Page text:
Advertising is Flirtation
The success of advertising-funded Google and expectations of great turmoil in the media business make me curious about how advertising really works. There doesn’t seem to be much economic theory. Guided by Herbert Simon’s remark that “We suffer from a plenty of information and a deficit of attention,” some have proposed models in which information exchange is treated as a value transaction. I believe this is wrong and that advertising should be analyzed as a flirtation device like the peacock’s tail. Ways of substantiating this belief, notably a study of the magazine industry are considered.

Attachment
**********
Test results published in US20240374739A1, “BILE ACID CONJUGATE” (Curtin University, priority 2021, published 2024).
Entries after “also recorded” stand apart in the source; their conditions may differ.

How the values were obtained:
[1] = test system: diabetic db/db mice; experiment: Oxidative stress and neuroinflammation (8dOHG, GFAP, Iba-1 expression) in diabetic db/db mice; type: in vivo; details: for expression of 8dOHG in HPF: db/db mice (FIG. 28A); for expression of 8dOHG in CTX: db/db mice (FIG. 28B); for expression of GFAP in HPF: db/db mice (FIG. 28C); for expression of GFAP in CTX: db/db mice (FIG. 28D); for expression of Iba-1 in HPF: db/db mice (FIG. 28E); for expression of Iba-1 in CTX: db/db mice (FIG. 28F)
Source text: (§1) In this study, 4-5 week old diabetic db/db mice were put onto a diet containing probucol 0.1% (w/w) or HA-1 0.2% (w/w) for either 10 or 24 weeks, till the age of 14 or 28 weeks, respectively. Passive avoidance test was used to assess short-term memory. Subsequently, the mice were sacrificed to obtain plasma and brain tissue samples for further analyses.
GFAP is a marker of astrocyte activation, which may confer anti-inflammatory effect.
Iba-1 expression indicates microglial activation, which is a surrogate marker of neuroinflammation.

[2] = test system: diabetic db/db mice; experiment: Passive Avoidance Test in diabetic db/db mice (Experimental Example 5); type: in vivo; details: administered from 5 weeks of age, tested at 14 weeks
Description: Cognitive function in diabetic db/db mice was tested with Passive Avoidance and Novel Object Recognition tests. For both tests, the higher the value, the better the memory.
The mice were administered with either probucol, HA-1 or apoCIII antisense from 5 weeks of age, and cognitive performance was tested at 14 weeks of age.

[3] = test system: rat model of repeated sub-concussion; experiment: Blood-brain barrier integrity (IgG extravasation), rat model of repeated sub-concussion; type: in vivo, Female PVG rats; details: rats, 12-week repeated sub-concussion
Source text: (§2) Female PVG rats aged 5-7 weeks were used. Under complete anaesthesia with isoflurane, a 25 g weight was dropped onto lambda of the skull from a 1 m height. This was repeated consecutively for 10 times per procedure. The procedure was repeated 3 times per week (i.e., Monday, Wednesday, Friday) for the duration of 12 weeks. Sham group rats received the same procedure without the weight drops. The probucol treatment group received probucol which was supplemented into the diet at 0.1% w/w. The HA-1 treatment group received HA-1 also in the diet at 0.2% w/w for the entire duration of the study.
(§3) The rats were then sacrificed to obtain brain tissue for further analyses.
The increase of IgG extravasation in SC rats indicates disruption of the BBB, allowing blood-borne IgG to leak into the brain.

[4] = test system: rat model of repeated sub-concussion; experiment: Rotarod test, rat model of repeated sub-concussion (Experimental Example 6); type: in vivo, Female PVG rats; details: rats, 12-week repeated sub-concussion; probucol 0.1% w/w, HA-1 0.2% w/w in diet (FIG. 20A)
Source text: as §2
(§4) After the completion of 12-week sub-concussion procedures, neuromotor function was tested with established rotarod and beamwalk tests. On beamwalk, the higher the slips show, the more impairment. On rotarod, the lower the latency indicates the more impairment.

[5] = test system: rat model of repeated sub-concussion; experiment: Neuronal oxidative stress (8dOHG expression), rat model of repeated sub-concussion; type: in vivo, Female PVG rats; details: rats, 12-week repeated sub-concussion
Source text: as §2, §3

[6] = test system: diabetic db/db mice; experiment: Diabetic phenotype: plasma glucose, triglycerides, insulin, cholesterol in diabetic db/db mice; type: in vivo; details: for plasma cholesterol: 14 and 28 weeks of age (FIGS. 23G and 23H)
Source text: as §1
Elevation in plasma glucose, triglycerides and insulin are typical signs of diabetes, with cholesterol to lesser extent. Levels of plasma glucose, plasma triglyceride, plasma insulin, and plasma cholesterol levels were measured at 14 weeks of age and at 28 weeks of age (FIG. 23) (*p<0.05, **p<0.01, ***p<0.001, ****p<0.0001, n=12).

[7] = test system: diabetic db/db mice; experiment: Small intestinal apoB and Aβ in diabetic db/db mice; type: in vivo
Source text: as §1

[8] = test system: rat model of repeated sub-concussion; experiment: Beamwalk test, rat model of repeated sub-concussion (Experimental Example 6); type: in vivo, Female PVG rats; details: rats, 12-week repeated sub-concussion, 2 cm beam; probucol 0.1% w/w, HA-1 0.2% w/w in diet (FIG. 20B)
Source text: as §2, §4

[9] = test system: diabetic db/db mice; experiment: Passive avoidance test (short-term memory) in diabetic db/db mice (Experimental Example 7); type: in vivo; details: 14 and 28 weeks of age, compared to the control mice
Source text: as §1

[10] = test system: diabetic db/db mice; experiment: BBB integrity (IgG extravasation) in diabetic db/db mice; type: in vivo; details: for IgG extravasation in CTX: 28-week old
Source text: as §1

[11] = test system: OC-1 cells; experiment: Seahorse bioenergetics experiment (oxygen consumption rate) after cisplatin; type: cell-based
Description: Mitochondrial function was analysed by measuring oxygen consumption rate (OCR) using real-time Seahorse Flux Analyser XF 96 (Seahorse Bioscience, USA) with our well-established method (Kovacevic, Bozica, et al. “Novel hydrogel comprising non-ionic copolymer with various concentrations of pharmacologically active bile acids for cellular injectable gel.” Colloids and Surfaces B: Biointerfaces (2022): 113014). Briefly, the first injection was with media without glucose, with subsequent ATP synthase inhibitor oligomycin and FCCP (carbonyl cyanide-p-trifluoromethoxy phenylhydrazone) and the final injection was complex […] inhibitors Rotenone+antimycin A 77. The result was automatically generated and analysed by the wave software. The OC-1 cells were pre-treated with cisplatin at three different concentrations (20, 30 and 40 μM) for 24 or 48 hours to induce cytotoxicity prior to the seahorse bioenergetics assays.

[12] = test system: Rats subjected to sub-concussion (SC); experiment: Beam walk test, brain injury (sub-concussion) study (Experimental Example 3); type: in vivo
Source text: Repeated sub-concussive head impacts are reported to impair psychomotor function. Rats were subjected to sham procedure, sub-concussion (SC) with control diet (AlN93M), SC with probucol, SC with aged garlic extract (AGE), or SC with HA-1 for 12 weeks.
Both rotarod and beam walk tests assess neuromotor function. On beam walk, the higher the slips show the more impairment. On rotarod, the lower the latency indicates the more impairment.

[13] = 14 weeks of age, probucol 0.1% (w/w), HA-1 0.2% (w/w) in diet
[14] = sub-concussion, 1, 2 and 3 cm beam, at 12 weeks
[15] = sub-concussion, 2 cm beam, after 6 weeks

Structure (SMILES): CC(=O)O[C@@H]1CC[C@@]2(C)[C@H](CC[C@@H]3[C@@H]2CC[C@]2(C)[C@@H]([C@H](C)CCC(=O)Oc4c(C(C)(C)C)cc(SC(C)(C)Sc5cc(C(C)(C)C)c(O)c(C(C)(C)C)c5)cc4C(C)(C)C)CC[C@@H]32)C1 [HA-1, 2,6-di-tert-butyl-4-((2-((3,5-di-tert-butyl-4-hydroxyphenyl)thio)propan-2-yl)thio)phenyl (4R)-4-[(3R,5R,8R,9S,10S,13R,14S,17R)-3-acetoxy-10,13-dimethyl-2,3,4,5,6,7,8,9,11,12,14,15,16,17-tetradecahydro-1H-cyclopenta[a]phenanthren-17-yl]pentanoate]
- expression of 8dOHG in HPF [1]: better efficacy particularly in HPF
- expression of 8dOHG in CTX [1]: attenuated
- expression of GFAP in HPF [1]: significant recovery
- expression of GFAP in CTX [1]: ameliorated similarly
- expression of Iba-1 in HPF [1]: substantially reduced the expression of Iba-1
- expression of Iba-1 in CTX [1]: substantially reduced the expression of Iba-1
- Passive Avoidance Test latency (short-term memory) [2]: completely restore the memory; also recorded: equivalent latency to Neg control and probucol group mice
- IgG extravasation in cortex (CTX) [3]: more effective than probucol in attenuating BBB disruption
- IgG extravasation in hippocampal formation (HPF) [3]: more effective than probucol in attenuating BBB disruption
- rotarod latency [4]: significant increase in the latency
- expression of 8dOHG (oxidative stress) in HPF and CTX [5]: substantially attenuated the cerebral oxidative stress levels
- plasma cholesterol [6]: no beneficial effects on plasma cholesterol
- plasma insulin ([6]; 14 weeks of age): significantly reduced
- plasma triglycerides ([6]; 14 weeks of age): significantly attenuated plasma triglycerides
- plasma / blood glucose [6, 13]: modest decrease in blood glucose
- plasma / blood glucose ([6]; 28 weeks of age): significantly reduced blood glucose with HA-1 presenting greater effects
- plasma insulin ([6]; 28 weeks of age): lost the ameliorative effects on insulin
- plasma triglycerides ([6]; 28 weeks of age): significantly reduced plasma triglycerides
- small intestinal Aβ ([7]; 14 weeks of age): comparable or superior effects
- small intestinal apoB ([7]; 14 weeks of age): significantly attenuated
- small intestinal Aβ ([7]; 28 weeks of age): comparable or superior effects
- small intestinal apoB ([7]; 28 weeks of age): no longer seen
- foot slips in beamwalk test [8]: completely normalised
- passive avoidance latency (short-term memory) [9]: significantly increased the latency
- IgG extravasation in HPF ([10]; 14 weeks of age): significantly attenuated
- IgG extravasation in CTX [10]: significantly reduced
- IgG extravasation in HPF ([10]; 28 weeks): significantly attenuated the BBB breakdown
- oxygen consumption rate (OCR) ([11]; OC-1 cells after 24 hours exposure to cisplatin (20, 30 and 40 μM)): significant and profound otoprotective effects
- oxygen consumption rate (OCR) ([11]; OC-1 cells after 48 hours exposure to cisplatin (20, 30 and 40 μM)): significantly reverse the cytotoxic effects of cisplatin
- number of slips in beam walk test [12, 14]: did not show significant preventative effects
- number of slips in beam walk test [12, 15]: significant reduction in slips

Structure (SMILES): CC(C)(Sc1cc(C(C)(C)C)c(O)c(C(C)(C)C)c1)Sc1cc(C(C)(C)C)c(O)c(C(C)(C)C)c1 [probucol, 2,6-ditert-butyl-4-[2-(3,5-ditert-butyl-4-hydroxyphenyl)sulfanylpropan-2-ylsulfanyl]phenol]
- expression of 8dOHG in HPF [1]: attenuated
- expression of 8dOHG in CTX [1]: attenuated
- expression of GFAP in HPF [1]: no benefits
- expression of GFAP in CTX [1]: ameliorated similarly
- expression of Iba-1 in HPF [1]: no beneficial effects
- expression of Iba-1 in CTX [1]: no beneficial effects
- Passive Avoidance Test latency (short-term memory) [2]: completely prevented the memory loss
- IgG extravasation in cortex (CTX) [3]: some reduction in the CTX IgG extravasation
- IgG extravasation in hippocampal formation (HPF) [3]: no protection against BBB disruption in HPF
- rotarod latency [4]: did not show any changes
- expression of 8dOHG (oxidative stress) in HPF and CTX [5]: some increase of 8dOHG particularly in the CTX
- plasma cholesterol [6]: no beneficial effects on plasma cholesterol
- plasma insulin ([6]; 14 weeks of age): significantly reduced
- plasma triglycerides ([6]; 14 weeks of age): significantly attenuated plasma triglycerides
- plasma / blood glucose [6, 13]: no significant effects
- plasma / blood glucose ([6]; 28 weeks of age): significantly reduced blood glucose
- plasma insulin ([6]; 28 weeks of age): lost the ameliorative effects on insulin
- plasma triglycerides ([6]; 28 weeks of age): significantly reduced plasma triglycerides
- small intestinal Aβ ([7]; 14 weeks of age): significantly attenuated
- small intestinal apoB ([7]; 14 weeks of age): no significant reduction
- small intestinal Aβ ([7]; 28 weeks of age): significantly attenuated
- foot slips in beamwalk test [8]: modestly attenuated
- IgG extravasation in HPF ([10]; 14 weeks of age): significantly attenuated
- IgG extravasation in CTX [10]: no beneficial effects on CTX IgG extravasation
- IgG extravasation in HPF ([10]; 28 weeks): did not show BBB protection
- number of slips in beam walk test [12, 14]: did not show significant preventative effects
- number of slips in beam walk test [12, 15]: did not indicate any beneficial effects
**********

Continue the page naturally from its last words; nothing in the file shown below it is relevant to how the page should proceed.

Dr. James H. Morris is a Professor of Computer Science and Dean of the Carnegie Mellon's West Coast campus. He is a native of Pittsburgh and received a Bachelor's degree from Carnegie Mellon, an MS in Management from MIT and Ph.D. in Computer Science from MIT. He taught at the University of California at Berkeley where he developed some important underlying principles of programming languages: inter-module protection and lazy evaluation. He was a co-discoverer of the Knuth-Morris-Pratt string-searching algorithm. For ten years he worked at Xerox PARC where he was part of the team that developed the Alto System. He also directed the Cedar programming environment project. From 1983 to 1988 he directed the Information Technology Center at CMU, a joint project with IBM which developed a prototype university computing system, Andrew. He has been the principal investigator on NSF projects aimed at computer-mediated communication. He was a founder of the MAYA Design Group, a consulting firm specializing in interactive product design.
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